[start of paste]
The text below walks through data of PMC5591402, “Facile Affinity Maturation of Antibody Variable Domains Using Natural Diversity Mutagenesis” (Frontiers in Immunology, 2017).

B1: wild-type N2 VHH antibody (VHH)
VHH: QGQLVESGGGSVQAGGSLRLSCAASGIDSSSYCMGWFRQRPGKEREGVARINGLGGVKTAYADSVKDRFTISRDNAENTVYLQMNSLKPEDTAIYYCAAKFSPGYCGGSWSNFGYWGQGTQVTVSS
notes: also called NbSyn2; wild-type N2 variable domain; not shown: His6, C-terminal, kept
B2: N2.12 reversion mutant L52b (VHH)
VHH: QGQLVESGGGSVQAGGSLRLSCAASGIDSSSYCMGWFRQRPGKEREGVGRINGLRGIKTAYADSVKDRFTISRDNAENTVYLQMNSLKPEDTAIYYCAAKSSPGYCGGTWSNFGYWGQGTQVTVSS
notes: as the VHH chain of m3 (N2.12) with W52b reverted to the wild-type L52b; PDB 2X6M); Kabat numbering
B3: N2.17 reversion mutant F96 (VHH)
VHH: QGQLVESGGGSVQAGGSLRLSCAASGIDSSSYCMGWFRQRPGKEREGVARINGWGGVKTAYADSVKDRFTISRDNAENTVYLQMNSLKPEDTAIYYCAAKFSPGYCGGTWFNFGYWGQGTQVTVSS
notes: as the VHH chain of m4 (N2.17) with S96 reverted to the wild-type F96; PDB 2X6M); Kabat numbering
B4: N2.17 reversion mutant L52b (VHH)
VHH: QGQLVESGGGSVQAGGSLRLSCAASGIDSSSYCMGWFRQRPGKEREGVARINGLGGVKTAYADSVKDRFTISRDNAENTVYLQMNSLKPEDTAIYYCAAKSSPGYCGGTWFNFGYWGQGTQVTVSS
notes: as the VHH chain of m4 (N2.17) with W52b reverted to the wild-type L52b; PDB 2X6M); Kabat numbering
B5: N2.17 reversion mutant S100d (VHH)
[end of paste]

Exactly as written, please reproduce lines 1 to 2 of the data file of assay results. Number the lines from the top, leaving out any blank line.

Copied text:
The text below walks through data of PMC5591402, “Facile Affinity Maturation of Antibody Variable Domains Using Natural Diversity Mutagenesis” (Frontiers in Immunology, 2017).

B1: wild-type N2 VHH antibody (VHH)